Counterprogramming during busy theatergoing times, such as summer or holidays, has become increasingly popular.

Bob Berney, a maverick in the indie distribution biz, decided to counterprogram this Fourth of July holiday with Abigail Breslin starrer “Kit Kittredge: An American Girl,” based on the wildly successful doll, book and magazine line. Berney’s Picturehouse opened the film in five select cities two weeks ago; the film goes nationwide today, playing in 1,753 theaters. On July 4 itself, the theater count grows to 1,843.

Picturehouse, which shutters this fall, didn’t have big studio dollars to wage an aggressive marketing campaign for the film and instead relied on building word of mouth with the limited release. The pic has cumed $450,140, and Picturehouse is hoping to lure girls and tweens, although there’s no lack of competition.

“Wall-E,” which opened last weekend to $63 million, should be a top player throughout the July Fourth stretch. The toon grossed $8.9 million on Monday, demonstrating that moviegoers are already in the holiday mood. Cume is $72 million, according to Rentrak.

“Hancock” isn’t expected to reach the $155.4 million earned by last summer’s July Fourth tentpole “Transformers” over a six-day stretch. That film opened July 3. Part of the total holiday haul for “Transformers” — $8.8 million — came from previews on July 2.

Just as Paramount did with “Transformers,” Sony decided to offer previews of “Hancock” on Tuesday beginning at 7 p.m.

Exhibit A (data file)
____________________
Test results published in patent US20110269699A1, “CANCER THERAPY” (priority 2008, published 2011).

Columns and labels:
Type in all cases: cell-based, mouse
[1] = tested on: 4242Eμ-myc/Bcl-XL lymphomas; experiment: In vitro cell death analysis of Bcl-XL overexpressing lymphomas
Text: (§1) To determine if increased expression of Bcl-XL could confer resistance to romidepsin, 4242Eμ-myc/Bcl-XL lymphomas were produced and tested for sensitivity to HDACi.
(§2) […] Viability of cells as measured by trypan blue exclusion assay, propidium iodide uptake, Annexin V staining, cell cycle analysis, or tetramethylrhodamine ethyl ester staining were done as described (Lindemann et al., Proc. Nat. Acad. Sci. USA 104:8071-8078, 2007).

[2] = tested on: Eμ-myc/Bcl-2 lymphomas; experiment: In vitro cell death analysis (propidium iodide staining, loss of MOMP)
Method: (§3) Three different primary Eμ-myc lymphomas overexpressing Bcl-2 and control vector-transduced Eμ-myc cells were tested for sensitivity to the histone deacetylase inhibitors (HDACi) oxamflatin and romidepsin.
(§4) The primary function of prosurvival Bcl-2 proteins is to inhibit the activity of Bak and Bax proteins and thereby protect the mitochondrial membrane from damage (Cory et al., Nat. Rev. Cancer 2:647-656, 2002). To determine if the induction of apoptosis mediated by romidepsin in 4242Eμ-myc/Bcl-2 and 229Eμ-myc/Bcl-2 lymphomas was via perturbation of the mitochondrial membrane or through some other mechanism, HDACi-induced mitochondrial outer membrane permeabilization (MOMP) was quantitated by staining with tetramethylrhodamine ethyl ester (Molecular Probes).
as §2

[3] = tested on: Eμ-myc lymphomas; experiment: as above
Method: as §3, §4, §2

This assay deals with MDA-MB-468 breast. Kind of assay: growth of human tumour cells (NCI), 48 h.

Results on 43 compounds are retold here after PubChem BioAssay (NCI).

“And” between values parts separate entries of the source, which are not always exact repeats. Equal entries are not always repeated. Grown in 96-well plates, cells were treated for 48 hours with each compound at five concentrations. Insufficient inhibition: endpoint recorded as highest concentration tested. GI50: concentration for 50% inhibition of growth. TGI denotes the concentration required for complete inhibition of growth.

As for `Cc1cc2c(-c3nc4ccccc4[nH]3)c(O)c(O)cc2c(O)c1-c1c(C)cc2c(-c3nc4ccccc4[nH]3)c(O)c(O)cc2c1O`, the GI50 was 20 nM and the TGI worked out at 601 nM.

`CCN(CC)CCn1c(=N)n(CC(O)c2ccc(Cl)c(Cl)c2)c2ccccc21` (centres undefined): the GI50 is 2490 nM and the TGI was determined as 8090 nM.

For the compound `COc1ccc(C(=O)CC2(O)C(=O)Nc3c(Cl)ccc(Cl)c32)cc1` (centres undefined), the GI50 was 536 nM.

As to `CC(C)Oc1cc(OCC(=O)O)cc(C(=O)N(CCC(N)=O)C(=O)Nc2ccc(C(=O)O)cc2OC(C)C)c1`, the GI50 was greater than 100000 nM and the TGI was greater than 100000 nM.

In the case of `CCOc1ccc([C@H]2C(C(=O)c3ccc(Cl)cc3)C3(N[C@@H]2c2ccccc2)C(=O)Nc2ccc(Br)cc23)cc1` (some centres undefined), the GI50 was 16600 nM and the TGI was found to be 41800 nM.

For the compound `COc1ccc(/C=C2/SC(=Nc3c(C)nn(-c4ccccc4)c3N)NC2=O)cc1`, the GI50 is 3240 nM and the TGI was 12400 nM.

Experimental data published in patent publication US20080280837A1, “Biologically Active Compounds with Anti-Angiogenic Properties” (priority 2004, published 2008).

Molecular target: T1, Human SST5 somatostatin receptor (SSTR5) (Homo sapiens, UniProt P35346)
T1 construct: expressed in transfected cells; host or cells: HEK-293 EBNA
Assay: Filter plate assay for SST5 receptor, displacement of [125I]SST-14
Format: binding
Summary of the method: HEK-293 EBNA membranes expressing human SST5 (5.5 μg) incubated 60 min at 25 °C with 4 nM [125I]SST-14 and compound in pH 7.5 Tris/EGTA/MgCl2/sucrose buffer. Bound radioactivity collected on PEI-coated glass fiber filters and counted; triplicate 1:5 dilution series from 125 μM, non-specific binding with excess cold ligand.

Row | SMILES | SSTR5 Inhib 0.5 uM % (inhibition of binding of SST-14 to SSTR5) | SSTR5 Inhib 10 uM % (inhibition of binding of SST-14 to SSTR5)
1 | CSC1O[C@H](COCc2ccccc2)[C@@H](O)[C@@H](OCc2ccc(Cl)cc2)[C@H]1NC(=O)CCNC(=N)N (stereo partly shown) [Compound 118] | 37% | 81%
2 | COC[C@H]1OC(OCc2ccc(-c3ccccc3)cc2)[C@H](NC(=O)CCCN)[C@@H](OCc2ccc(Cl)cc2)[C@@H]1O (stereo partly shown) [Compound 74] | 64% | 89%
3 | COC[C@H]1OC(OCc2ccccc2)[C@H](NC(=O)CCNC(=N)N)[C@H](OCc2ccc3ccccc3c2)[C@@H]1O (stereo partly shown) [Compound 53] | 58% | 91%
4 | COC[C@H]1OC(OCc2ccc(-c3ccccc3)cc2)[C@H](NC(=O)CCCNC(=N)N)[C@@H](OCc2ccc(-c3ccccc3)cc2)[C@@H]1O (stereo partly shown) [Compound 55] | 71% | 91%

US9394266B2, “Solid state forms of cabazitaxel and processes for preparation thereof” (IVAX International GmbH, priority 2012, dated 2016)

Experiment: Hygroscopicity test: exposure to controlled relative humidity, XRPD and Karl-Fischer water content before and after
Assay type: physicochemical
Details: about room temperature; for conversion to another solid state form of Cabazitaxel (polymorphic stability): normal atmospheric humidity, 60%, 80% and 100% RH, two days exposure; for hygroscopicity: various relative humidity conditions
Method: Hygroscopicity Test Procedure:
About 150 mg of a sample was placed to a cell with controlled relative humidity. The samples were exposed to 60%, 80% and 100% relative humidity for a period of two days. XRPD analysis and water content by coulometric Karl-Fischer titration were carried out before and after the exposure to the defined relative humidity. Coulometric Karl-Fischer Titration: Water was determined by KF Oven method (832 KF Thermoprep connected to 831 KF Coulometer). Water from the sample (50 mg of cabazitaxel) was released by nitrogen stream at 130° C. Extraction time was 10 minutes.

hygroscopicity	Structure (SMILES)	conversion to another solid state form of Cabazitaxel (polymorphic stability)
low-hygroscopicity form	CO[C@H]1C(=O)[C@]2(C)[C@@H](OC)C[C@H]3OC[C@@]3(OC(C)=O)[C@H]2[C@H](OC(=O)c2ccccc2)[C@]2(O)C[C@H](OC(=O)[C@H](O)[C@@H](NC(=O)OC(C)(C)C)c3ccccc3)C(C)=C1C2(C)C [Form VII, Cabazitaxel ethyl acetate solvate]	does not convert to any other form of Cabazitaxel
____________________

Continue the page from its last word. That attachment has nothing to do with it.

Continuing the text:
Some consider “Hancock” to be a test of Smith’s star status considering its offbeat tone. Tracking is very strong, with most expecting the film to do north of $100 million by Sunday and perhaps more.

Smith also starred in Fourth of July pic “Wild Wild West” back in 1999. That film cumed $113.8 million.

Specialty, foreign fronts

Among new specialty players entering the market over the holiday, Sony Pictures Classics opens dramedy “The Wackness,” toplining Ben Kingsley and Famke Janssen, in six theaters in Los Angeles and New York on Thursday. Pic won the audience award at the Los Angeles Film Festival this week.

On Friday, Magnolia opens biodoc “Gonzo: The Life and Work of Dr. Hunter S. Thompson,” in 25 runs in select markets.

On the foreign front, “Hancock” will dominate thanks to Sony making a major day-and-date splash with 5,500 prints in 50 territories this weekend. “Hancock” will open today inChina, Indonesia, Taiwan, Thailand and the U.K., followed by launches in Australia, Brazil, Germany and South Korea. It’s going into France, Holland, Mexico and Russia next weekend.

Expectations for the international performance are sky high given Smith’s star power and willingness to promote. Two weeks ago, Sony staged foreign preems in Paris, Berlin, London and Moscow all in a matter of four days.

“Hancock” has the added advantage of coming into many foreign markets as school summer vacations start. That’s also prompting expansions of family pics “Kung Fu Panda” and “The Chronicles of Narnia: Prince Caspian.”

“Mamma Mia” is opening in Belgium, Greece and the U.K. two weeks ahead of its domestic launch. And “Speed Racer” is debuting in Japan after accumulating an unimpressive $40 million foreign cume in the rest of the international markets.

(Dave McNary contributed to this report.)